Ubuntu/Libvirt Up and Running on Mac Mini (Part 2)mac ubuntu virtualization kvm
Getting Ubuntu & KVM installed on a Mac mini for virtualization.
This is part 2 of a series for getting KVM/Libvirt up and running on a Mac mini. This part we will cover the configuration of a network bridge, and installing a Linux guest. Find Part 1 of our series here.
Configure the Network Bridge
Before we get started deploying VMs to our new KVM host, we need to get networking configured for our VMs. There are a ton of ways to go about this; we could create a local network, create network definitions via virsh, etc.
In our case, we are going to create a network bridge, that will allow us to “plug” our VMs directly into the same network our VM host is plugged into.
Ubuntu 20.04 (and 18.04) make this very very easy for us to do this, with something called Netplan. With Netplan, we are able to define networking on our host using YAML, which is awesome. Netplan can do a lot more than just build bridges for us, so definitely cehck out some of the examples on their site.
Below is the original Netplan file, generated by the initial Ubuntu install on our host. This file is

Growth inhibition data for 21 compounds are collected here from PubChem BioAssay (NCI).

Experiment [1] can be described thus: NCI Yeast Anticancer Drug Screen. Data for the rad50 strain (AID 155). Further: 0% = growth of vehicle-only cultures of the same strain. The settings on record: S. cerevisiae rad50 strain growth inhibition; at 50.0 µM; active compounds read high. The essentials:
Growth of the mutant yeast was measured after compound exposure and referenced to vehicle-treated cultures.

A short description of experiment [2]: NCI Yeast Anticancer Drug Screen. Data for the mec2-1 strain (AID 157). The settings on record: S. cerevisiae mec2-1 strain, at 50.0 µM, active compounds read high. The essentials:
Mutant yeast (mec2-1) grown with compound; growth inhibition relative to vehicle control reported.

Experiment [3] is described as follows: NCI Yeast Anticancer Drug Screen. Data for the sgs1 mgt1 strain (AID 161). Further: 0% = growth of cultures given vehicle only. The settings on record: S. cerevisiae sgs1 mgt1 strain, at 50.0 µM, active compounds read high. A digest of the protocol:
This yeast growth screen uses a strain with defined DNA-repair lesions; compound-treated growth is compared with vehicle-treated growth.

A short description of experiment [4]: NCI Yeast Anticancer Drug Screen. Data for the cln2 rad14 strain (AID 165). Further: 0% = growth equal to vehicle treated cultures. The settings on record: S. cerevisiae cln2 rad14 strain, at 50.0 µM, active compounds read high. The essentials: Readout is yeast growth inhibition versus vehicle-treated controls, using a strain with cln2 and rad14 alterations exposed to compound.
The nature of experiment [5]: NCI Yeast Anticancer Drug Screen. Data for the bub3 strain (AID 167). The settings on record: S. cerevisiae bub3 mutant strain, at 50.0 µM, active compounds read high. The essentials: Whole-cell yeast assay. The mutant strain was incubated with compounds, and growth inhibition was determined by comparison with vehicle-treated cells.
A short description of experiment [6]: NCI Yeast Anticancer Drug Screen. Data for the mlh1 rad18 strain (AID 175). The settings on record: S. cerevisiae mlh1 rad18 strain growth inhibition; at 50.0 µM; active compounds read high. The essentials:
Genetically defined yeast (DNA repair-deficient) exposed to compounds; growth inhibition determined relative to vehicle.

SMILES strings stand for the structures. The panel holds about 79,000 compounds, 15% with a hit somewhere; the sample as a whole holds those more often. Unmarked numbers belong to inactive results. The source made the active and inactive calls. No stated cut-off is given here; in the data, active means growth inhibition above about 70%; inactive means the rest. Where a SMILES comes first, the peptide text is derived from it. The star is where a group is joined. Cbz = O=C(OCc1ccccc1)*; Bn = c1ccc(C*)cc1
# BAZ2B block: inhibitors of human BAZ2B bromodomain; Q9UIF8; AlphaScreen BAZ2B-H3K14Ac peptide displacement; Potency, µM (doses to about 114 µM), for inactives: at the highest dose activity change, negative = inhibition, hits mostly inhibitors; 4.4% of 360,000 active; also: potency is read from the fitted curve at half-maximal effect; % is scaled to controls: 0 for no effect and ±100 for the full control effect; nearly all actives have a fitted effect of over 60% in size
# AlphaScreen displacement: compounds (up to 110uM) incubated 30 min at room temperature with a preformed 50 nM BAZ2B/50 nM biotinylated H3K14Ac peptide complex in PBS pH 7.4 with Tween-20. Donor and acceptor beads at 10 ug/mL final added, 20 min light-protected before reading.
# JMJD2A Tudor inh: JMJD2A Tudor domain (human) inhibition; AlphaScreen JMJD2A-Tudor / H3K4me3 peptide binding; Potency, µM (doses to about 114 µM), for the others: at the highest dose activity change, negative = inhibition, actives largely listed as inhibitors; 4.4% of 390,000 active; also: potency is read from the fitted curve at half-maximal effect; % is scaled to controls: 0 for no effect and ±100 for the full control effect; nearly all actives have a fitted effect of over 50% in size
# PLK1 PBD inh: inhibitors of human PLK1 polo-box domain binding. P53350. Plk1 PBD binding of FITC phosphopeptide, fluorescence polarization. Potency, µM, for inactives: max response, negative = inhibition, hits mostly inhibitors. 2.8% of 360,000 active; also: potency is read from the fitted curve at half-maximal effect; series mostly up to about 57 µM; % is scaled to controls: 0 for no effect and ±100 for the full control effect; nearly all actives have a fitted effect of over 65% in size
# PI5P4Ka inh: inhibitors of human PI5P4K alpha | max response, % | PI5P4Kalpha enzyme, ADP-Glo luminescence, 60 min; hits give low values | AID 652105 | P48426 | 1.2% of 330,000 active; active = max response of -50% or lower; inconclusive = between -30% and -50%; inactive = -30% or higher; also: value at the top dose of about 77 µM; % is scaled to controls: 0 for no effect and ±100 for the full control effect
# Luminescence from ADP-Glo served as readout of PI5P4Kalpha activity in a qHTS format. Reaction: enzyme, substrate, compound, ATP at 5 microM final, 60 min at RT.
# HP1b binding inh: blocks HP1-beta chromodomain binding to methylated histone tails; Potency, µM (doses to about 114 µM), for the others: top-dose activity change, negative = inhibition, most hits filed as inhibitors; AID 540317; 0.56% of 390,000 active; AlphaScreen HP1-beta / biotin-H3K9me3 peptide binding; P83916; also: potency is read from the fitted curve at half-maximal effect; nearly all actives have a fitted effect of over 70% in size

# This is the network config written by 'subiquity' network: ethernets: enp1s0f0: addresses: - 172.16.15.45/24 gateway4: 172.16.15.1 nameservers: addresses: - 172.16.15.2 search: - ipa.contoso.local - contoso.local version: 2
If you configured your VM host to use DHCP, it may look closer to this:
# This is the network config written by 'subiquity' network: ethernets: enp1s0f0: dhcp4: yes version: 2
To create our bridge, we update this file to look like this:
# This is the network config written by 'subiquity' network: ethernets: enp1s0f0: dhcp4: no bridges: br15: dhcp4: no addresses: - 172.16.15.45/24 gateway4: 172.16.15.1 nameservers: addresses: - 172.16.15.2 search: - ipa.contoso.local - contoso.local interfaces: - enp1s0f0 version: 2
Or if we want to keep using DHCP:
# This is the network config written by 'subiquity' network: ethernets: enp1s0f0: dhcp4: no bridges: br15: dhcp4: no interfaces: - enp1s0f0 version: 2
The name of the bridge,
br15 is our choice, but we will want to use a name that makes sense.